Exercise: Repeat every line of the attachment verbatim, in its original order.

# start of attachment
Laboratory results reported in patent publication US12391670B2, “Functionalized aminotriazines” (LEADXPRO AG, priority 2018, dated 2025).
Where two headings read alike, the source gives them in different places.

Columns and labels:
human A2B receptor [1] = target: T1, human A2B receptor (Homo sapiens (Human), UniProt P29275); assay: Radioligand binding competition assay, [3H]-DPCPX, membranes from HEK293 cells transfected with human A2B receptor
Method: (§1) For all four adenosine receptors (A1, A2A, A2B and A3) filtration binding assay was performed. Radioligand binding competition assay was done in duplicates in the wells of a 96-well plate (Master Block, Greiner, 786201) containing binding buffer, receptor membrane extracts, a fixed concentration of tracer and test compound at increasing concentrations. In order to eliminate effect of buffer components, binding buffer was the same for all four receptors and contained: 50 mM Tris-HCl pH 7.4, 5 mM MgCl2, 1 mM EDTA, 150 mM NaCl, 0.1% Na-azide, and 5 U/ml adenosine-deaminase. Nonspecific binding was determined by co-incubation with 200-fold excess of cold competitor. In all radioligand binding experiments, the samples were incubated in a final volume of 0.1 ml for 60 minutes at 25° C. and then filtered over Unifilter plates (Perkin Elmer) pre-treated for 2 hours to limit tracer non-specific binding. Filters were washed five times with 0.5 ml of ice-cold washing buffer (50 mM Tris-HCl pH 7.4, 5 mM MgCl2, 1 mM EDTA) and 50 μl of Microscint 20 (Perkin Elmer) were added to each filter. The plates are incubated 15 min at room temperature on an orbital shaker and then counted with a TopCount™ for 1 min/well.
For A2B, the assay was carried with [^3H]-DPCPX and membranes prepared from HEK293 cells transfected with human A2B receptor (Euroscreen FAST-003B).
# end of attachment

Laboratory results reported in patent publication US12391670B2, “Functionalized aminotriazines” (LEADXPRO AG, priority 2018, dated 2025).
Where two headings read alike, the source gives them in different places.

Columns and labels:
human A2B receptor [1] = target: T1, human A2B receptor (Homo sapiens (Human), UniProt P29275); assay: Radioligand binding competition assay, [3H]-DPCPX, membranes from HEK293 cells transfected with human A2B receptor
Method: (§1) For all four adenosine receptors (A1, A2A, A2B and A3) filtration binding assay was performed. Radioligand binding competition assay was done in duplicates in the wells of a 96-well plate (Master Block, Greiner, 786201) containing binding buffer, receptor membrane extracts, a fixed concentration of tracer and test compound at increasing concentrations. In order to eliminate effect of buffer components, binding buffer was the same for all four receptors and contained: 50 mM Tris-HCl pH 7.4, 5 mM MgCl2, 1 mM EDTA, 150 mM NaCl, 0.1% Na-azide, and 5 U/ml adenosine-deaminase. Nonspecific binding was determined by co-incubation with 200-fold excess of cold competitor. In all radioligand binding experiments, the samples were incubated in a final volume of 0.1 ml for 60 minutes at 25° C. and then filtered over Unifilter plates (Perkin Elmer) pre-treated for 2 hours to limit tracer non-specific binding. Filters were washed five times with 0.5 ml of ice-cold washing buffer (50 mM Tris-HCl pH 7.4, 5 mM MgCl2, 1 mM EDTA) and 50 μl of Microscint 20 (Perkin Elmer) were added to each filter. The plates are incubated 15 min at room temperature on an orbital shaker and then counted with a TopCount™ for 1 min/well.
For A2B, the assay was carried with [^3H]-DPCPX and membranes prepared from HEK293 cells transfected with human A2B receptor (Euroscreen FAST-003B).